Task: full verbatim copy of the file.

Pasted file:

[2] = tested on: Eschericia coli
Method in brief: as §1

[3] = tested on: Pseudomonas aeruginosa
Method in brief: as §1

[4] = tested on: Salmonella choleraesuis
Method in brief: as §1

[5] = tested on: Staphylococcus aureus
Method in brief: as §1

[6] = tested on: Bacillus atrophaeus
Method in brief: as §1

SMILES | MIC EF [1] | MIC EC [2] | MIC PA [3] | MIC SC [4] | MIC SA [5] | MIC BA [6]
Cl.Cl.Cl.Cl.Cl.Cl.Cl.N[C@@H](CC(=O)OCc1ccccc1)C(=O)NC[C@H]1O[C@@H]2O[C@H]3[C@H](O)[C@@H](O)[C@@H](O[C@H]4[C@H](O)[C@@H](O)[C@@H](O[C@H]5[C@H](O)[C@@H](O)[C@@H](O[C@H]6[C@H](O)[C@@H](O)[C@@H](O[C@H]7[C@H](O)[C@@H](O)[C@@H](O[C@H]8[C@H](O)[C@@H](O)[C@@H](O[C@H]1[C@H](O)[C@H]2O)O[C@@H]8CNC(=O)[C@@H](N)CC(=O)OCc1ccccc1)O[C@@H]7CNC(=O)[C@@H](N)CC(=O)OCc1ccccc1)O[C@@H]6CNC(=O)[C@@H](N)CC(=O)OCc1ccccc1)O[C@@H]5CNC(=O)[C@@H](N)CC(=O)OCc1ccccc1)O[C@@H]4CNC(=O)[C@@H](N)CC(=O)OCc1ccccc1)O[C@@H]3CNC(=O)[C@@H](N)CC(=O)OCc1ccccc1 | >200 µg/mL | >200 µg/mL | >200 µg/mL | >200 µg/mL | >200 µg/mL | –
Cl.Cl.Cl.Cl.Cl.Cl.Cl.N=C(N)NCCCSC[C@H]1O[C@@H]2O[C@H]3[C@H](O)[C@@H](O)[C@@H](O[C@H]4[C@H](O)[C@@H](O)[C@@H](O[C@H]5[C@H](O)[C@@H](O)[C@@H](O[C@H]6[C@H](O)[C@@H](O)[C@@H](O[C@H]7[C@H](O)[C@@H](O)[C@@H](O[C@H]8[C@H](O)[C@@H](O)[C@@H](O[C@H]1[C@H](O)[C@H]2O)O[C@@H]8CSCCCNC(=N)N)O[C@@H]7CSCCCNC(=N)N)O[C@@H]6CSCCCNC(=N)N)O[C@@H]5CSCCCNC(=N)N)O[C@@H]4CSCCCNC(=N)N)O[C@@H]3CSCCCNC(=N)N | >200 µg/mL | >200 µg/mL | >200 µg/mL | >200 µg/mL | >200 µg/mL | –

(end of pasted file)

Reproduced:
[2] = tested on: Eschericia coli
Method in brief: as §1

[3] = tested on: Pseudomonas aeruginosa
Method in brief: as §1

[4] = tested on: Salmonella choleraesuis
Method in brief: as §1

[5] = tested on: Staphylococcus aureus
Method in brief: as §1

[6] = tested on: Bacillus atrophaeus
Method in brief: as §1

SMILES | MIC EF [1] | MIC EC [2] | MIC PA [3] | MIC SC [4] | MIC SA [5] | MIC BA [6]
Cl.Cl.Cl.Cl.Cl.Cl.Cl.N[C@@H](CC(=O)OCc1ccccc1)C(=O)NC[C@H]1O[C@@H]2O[C@H]3[C@H](O)[C@@H](O)[C@@H](O[C@H]4[C@H](O)[C@@H](O)[C@@H](O[C@H]5[C@H](O)[C@@H](O)[C@@H](O[C@H]6[C@H](O)[C@@H](O)[C@@H](O[C@H]7[C@H](O)[C@@H](O)[C@@H](O[C@H]8[C@H](O)[C@@H](O)[C@@H](O[C@H]1[C@H](O)[C@H]2O)O[C@@H]8CNC(=O)[C@@H](N)CC(=O)OCc1ccccc1)O[C@@H]7CNC(=O)[C@@H](N)CC(=O)OCc1ccccc1)O[C@@H]6CNC(=O)[C@@H](N)CC(=O)OCc1ccccc1)O[C@@H]5CNC(=O)[C@@H](N)CC(=O)OCc1ccccc1)O[C@@H]4CNC(=O)[C@@H](N)CC(=O)OCc1ccccc1)O[C@@H]3CNC(=O)[C@@H](N)CC(=O)OCc1ccccc1 | >200 µg/mL | >200 µg/mL | >200 µg/mL | >200 µg/mL | >200 µg/mL | –
Cl.Cl.Cl.Cl.Cl.Cl.Cl.N=C(N)NCCCSC[C@H]1O[C@@H]2O[C@H]3[C@H](O)[C@@H](O)[C@@H](O[C@H]4[C@H](O)[C@@H](O)[C@@H](O[C@H]5[C@H](O)[C@@H](O)[C@@H](O[C@H]6[C@H](O)[C@@H](O)[C@@H](O[C@H]7[C@H](O)[C@@H](O)[C@@H](O[C@H]8[C@H](O)[C@@H](O)[C@@H](O[C@H]1[C@H](O)[C@H]2O)O[C@@H]8CSCCCNC(=N)N)O[C@@H]7CSCCCNC(=N)N)O[C@@H]6CSCCCNC(=N)N)O[C@@H]5CSCCCNC(=N)N)O[C@@H]4CSCCCNC(=N)N)O[C@@H]3CSCCCNC(=N)N | >200 µg/mL | >200 µg/mL | >200 µg/mL | >200 µg/mL | >200 µg/mL | –